Schwarze Bretter

Stewen uses photography as material. He photographs, edits, destroys, deconstructs, reassembles it to new classification systems. He links fragments of his watercolours with photos on Kodak photographic paper. Their light-sensitive surfaces, painted with watercolour amalgamate into blurred black surfaces, into a glued and sewn up pattern; everything in balanced competition.

The orignally light-sensitive, photoactive surfaces, where illusions of spaces could have spread in the light and dark of the incidence of light are closing. Stewen prevents the photographic image by counteracting the photomechanic process with pictorial gesture. He directs colour and lets it run. The observer may be attracted by the beauty of a changing black in different lights but at the same time he senses its hermeneutics.In a calculated composition Stewen covers the sheets that have been assembled to large formats with differently processed, perforated, sometimes only confetti sized fragments of his watercolours and photographic reproductions. He sets lines with seams, balanced between the different form elements, and lets protruding threads hang down within the picture or at the rim. The photographs used, all of them produced by Stewen himself, hint at Stewen as an en passant flaneur taking photos. There are images that appear recurrently as personnel of his surfaces: monkeys, palm trees, lalique vases. Actually items of industrial mass production, they appear extremely aesthetically charged in Stewen’s works. Always in new variations, modes of processing and formations he auratises and banalises. The photographic authorship disappears in constantly changing digital and analogue translations of material.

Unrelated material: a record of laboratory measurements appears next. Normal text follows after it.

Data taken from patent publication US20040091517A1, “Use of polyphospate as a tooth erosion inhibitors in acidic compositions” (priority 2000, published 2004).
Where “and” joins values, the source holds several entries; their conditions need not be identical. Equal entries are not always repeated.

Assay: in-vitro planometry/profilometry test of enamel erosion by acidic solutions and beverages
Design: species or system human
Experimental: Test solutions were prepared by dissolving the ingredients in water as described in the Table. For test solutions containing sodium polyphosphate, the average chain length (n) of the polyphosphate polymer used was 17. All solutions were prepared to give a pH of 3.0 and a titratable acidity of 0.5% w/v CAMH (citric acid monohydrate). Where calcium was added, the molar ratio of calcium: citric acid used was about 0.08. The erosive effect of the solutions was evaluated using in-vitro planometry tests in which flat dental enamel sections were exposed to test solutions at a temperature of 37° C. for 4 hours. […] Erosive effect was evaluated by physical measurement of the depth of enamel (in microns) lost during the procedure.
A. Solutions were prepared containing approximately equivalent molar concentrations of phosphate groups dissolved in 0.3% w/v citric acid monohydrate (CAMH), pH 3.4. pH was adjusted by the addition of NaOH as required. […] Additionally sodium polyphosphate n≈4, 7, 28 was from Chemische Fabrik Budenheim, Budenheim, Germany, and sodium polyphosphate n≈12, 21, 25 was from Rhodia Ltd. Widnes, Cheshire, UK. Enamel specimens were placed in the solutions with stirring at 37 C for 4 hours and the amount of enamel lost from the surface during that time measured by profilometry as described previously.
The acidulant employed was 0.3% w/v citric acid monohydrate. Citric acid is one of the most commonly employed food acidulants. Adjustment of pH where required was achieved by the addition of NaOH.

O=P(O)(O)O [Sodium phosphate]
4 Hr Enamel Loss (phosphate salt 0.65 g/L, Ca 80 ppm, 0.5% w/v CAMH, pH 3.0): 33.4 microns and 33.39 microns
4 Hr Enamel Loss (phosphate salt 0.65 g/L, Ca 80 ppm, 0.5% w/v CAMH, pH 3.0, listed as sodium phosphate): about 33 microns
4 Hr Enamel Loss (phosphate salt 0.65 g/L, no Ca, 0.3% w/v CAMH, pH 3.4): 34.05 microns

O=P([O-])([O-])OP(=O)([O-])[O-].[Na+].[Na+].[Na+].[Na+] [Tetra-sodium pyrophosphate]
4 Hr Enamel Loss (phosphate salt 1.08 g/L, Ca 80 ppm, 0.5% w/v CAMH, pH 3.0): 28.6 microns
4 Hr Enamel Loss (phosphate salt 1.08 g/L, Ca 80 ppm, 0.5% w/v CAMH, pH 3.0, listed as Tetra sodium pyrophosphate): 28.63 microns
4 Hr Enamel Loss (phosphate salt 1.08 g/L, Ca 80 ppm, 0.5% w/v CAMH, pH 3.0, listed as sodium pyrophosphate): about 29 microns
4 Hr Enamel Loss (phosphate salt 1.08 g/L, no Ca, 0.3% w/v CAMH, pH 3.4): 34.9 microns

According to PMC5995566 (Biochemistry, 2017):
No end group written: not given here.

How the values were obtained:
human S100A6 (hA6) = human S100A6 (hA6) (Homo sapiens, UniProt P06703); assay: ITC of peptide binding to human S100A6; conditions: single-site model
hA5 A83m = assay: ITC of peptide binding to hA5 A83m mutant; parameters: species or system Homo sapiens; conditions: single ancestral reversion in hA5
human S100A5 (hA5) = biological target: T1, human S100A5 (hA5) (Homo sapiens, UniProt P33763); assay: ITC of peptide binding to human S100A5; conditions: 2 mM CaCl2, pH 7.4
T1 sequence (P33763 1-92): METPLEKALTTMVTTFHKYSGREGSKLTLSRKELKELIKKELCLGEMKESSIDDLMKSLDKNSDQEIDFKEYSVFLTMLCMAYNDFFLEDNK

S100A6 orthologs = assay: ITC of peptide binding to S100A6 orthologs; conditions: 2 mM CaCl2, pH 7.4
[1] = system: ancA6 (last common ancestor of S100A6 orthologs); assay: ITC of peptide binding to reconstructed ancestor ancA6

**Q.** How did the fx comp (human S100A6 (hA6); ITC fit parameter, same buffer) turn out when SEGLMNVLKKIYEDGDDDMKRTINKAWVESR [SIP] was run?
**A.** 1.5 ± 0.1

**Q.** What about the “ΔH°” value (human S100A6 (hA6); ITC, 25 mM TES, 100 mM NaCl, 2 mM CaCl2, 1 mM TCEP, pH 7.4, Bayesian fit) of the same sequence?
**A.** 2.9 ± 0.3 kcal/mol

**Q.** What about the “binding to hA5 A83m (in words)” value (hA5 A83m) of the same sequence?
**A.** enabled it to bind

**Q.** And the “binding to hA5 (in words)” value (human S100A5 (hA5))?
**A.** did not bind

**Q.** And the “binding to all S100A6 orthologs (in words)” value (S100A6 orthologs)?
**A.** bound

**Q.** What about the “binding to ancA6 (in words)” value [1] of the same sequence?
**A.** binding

With the help of permanently alternating media and techniques Stewen reproduces an infinitely reproducible medium in a state of non-reproducibility. Every attempt to pursue a narrative thread in the net of fragments will lead into en empty space. Just like the seams. They connect and lead into nothingness. Every immersion into the depth will promptly lead back to the surface.